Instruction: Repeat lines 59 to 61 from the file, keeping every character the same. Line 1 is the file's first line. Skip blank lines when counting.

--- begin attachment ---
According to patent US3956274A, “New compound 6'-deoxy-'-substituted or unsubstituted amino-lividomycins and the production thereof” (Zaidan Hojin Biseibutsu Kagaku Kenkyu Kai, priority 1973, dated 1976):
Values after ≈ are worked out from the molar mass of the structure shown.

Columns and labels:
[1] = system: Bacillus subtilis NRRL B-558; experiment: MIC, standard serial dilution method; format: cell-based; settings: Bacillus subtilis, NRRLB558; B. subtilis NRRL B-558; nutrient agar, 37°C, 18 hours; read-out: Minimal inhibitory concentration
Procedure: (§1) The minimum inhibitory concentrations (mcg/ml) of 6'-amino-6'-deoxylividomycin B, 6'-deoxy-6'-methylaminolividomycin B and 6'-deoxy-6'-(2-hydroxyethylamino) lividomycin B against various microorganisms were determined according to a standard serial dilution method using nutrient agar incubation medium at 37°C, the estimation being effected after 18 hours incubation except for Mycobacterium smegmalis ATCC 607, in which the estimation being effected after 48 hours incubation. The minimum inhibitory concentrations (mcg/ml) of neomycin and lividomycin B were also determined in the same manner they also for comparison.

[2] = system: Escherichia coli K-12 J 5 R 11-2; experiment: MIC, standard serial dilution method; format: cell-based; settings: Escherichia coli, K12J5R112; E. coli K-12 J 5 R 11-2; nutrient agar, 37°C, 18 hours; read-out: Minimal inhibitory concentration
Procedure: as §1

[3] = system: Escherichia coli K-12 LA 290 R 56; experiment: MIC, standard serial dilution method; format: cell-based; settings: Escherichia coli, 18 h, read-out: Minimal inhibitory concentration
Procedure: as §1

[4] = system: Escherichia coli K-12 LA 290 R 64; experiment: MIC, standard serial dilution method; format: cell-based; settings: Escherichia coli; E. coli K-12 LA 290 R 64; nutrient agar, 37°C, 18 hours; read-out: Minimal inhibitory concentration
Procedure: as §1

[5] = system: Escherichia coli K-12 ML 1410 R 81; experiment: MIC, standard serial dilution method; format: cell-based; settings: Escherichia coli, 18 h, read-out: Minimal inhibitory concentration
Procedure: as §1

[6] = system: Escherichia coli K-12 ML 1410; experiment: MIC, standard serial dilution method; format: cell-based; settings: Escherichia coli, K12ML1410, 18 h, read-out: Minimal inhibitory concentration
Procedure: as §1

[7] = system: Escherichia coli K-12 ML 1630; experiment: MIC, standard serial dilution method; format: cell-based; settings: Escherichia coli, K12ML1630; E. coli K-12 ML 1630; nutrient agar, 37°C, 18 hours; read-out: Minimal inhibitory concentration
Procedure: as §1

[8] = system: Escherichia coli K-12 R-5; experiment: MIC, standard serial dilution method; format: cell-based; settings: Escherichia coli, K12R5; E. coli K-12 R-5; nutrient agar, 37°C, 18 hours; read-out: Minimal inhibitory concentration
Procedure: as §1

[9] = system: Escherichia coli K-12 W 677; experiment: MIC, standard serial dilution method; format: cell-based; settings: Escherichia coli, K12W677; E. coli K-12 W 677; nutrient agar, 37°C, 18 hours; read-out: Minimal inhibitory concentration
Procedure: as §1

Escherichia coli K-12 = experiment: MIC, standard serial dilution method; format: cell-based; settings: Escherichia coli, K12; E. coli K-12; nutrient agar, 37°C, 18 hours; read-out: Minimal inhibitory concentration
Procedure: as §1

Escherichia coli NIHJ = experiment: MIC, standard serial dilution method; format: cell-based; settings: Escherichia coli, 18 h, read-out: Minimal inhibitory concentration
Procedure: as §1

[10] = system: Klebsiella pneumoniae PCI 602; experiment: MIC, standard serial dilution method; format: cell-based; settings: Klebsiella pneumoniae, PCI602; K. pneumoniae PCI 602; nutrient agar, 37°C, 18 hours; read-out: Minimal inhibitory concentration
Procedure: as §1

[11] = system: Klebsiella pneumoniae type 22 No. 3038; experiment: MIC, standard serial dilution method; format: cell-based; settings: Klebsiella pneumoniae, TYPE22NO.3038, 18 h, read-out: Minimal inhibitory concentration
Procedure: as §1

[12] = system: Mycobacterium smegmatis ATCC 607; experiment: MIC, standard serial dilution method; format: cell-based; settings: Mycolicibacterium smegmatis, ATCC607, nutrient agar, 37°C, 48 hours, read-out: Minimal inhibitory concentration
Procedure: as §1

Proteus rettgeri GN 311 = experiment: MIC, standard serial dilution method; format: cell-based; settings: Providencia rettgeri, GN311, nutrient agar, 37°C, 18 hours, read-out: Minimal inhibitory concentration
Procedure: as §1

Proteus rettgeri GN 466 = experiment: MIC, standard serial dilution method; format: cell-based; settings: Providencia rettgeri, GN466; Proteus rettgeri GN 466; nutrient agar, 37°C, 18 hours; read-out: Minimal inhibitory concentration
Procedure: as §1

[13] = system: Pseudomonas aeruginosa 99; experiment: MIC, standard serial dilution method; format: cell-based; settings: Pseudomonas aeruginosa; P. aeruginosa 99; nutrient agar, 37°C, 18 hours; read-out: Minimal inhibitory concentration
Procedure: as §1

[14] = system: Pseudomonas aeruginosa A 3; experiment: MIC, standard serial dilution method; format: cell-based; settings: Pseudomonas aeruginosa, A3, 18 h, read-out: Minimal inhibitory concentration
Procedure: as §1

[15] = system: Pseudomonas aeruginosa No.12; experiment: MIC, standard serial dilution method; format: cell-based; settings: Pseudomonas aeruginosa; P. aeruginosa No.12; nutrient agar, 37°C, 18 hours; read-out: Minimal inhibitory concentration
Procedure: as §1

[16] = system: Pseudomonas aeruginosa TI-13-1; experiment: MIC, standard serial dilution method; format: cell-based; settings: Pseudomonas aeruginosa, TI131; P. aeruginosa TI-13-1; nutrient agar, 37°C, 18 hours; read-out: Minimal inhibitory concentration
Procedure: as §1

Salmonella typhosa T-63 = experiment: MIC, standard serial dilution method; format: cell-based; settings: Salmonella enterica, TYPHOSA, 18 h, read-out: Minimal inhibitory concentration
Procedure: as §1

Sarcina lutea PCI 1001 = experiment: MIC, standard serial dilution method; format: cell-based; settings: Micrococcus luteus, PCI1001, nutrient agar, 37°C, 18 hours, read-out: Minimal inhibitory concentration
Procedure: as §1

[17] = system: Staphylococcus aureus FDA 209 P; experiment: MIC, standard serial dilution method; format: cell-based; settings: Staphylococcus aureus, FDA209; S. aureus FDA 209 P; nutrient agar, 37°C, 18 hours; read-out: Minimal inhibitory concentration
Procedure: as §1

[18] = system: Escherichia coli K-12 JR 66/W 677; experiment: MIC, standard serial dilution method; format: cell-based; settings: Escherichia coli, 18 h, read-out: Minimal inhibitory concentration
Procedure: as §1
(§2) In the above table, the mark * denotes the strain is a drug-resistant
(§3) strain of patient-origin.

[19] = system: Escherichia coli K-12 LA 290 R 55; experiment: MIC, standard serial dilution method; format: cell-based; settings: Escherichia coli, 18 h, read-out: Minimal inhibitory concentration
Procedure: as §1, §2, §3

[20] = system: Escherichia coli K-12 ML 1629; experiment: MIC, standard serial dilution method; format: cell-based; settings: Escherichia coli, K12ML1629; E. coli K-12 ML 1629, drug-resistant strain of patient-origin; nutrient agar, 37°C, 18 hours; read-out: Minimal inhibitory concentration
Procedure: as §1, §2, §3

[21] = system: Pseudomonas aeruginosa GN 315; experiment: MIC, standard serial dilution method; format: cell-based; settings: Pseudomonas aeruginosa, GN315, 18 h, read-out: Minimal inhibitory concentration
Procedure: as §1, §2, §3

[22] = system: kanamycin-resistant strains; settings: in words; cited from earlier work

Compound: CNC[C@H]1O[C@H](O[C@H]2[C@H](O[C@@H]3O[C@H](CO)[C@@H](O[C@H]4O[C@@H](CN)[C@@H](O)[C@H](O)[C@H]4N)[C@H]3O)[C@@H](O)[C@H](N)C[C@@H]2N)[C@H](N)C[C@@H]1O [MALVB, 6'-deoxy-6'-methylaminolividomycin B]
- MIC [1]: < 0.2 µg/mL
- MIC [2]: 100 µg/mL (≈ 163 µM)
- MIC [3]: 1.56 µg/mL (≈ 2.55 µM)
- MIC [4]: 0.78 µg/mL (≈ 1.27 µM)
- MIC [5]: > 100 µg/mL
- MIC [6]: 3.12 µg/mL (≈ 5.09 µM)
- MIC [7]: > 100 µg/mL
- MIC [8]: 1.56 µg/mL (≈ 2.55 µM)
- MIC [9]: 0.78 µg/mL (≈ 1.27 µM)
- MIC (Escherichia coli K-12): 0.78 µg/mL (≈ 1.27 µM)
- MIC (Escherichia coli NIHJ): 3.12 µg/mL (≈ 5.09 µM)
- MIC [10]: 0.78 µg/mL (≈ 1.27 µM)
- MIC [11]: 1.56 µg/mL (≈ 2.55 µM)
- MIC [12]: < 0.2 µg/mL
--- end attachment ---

Procedure: as §1, §2, §3

[22] = system: kanamycin-resistant strains; settings: in words; cited from earlier work

Compound: CNC[C@H]1O[C@H](O[C@H]2[C@H](O[C@@H]3O[C@H](CO)[C@@H](O[C@H]4O[C@@H](CN)[C@@H](O)[C@H](O)[C@H]4N)[C@H]3O)[C@@H](O)[C@H](N)C[C@@H]2N)[C@H](N)C[C@@H]1O [MALVB, 6'-deoxy-6'-methylaminolividomycin B]